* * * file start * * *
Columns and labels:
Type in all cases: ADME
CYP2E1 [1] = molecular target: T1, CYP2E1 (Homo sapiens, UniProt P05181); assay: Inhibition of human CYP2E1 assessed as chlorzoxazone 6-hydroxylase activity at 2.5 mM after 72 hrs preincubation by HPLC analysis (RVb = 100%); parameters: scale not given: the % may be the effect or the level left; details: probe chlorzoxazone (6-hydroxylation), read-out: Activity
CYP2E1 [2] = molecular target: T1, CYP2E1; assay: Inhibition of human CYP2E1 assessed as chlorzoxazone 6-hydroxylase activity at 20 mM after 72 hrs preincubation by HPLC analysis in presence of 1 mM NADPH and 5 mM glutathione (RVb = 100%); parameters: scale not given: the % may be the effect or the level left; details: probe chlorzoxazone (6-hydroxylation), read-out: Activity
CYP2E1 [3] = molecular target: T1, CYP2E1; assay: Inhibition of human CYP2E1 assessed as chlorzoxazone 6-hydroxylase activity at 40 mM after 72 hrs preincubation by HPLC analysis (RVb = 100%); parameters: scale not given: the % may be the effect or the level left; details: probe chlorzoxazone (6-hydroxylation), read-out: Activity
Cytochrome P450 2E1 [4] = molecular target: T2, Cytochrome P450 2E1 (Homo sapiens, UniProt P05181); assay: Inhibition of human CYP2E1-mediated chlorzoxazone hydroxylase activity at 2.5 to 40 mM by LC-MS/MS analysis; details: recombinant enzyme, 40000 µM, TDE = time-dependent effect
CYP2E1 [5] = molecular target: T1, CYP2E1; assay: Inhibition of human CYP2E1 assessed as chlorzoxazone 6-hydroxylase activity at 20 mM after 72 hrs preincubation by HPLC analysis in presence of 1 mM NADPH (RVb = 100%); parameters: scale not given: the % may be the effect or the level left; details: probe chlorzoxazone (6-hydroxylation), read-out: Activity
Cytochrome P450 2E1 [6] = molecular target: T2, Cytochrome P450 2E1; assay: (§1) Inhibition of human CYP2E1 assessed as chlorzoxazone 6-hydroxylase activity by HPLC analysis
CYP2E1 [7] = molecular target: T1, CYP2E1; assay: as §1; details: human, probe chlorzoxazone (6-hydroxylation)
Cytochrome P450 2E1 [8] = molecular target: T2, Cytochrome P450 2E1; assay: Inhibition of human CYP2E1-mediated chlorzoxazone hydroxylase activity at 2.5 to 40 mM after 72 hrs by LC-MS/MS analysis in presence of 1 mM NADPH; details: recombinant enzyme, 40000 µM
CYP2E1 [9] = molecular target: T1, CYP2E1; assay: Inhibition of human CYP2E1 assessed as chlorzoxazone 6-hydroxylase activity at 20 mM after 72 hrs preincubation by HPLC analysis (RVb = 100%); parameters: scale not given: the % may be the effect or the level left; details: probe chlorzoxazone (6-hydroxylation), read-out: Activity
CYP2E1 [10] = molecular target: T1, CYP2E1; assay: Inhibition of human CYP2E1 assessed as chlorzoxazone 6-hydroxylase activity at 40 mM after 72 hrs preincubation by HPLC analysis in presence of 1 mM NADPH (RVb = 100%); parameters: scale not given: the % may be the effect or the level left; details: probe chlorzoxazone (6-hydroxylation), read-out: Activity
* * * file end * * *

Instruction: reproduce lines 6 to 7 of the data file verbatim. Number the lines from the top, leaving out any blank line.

Cytochrome P450 2E1 [4] = molecular target: T2, Cytochrome P450 2E1 (Homo sapiens, UniProt P05181); assay: Inhibition of human CYP2E1-mediated chlorzoxazone hydroxylase activity at 2.5 to 40 mM by LC-MS/MS analysis; details: recombinant enzyme, 40000 µM, TDE = time-dependent effect
CYP2E1 [5] = molecular target: T1, CYP2E1; assay: Inhibition of human CYP2E1 assessed as chlorzoxazone 6-hydroxylase activity at 20 mM after 72 hrs preincubation by HPLC analysis in presence of 1 mM NADPH (RVb = 100%); parameters: scale not given: the % may be the effect or the level left; details: probe chlorzoxazone (6-hydroxylation), read-out: Activity